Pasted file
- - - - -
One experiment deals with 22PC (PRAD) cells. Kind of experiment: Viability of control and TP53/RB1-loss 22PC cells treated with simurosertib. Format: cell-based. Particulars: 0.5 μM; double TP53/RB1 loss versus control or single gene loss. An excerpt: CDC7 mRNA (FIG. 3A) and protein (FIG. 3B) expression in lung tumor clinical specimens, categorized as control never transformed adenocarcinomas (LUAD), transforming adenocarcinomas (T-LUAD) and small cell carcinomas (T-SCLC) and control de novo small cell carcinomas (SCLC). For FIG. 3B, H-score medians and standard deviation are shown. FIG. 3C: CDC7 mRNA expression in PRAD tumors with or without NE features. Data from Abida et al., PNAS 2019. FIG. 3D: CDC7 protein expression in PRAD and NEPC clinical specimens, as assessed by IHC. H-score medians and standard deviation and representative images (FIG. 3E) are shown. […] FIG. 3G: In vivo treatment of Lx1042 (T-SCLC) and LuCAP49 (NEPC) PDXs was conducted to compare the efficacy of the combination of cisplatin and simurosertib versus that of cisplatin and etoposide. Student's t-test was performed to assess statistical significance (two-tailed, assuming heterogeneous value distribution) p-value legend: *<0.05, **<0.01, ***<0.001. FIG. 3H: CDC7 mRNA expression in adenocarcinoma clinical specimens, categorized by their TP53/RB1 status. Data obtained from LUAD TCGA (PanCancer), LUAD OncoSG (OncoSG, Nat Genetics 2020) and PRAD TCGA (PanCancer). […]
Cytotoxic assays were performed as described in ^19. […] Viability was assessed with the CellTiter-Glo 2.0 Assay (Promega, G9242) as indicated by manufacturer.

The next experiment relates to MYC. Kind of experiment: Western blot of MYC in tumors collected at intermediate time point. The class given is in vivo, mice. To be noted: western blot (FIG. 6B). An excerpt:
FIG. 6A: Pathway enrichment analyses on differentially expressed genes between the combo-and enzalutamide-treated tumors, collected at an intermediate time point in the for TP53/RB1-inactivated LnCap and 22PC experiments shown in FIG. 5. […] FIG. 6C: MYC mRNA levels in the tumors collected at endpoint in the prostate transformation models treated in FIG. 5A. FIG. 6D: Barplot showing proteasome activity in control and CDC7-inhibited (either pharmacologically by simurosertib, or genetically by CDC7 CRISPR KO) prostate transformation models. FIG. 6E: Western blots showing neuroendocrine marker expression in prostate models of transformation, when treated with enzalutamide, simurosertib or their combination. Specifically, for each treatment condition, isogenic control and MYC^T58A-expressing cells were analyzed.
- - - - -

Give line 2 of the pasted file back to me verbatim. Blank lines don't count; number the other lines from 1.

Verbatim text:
Cytotoxic assays were performed as described in ^19. […] Viability was assessed with the CellTiter-Glo 2.0 Assay (Promega, G9242) as indicated by manufacturer.